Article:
If you want the full Windows experience on your Mac, then Boot Camp is the solution. Currently in an extended public beta, which will end with the release of OS X 10.5 next spring, Boot Camp actually turns your Mac into a Windows machine, with full hardware support.
Installation is somewhat more complex than it is with Parallels. After downloading and installing Boot Camp, you run the Boot Camp Assistant. Using the Assistant, you first must partition the boot disk of your Mac to provide space for the Windows installation. This is a non-destructive action, so none of your OS X data is harmed in the process. (Still, it’s always good to have a fresh backup).
After partitioning, you then burn a CD containing the Windows driver for the Apple-provided hardware in the Mac Pro. You’ll install these drivers in Windows, once you get it up and running. Which is, obviously, the next step in the process. You insert your Windows XP Pro or Home (with Service Pack 2) CD, and the Mac then reboots into the Windows installer. If you’ve never seen this before, you’re in for a visual shock—it’s a non-graphical installer. Some 30-odd minutes later, if all goes well, you’ll be booted into Windows, and all signs of OS X will be gone. (Windows can’t see or write to your OS X partition, so you don’t need to worry about transferring viruses or losing data in OS X while booted into Windows.)
The final step is to run the driver installation CD—this will add support for the graphics card, sound chip, ethernet adapters, wireless network, keyboard, mouse, and probably a few other things to the Windows OS. I was fairly impressed with the drivers, as things such as the keyboard volume keys work, and I can even eject both CD trays from the keyboard (using Eject and Option Eject). One minor complaint is that even after plugging a set of speakers into the speaker output on the back of the Mac Pro, audio continues to come from the Mac’s internal speaker (in addition to the connected speakers). The only solution for this seems to be to plug something into the headphone jack on the front of the Mac Pro—I used a headphone splitter cable, without any headphones connected. It’s not the prettiest of solutions, but it works.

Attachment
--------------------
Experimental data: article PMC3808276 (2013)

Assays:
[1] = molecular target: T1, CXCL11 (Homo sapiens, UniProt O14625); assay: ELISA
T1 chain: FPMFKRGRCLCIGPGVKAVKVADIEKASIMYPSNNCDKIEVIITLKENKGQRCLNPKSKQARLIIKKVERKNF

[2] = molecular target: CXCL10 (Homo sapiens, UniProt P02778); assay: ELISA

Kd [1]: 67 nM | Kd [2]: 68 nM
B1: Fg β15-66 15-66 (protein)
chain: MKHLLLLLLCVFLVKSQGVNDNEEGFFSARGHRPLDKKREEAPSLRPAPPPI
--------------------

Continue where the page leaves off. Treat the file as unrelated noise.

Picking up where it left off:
After the Mac drivers are installed, you’re done—you’ve now got a dual-boot computer which will run both Windows and Mac OS X natively. Just hold down the Option key during startup to choose which system to boot. After reboot, you’re greeted with Windows (click the image for the full-size 1,440-by-900 version):
So how good of a Windows machine is a Mac Pro? Very good, especially one when paired with the ATI X1900XT video card. In preparation for the Mac Pro I thought I’d be buying next year, I had recently sold my standalone PC, intending to use Boot Camp for my occasional forays into the world of Windows (at the hardware, not Parallels, level). My brief time with the Mac Pro as a Windows machine has shown me that my thinking was correct—the Mac Pro makes a wonderfully speedy Windows machine.
The system feels very responsive in all aspects. Apps open very quickly, and the games I tested all had excellent frame rates and beautiful graphics. As but one example, here’s a series of four shots (click each for a larger version) taken from Microsoft's new Flight Simulator X:
The game ran fluidly at 1,440-by-900 with anti-aliasing enabled and most graphics effects set to medium or high. Other games would have similar performance—the Mac Pro seems to be a solid PC gaming platform (albeit an expensive one compared to no-name homebuilts).
Three takeaway points
In the final part of this report, I’ll be looking at gaming on the OS X side of the Mac Pro, running a few different benchmark tests, and wrapping it all up with my conclusions on the Mac Pro.
[ Rob Griffiths is a senior editor at Macworld .]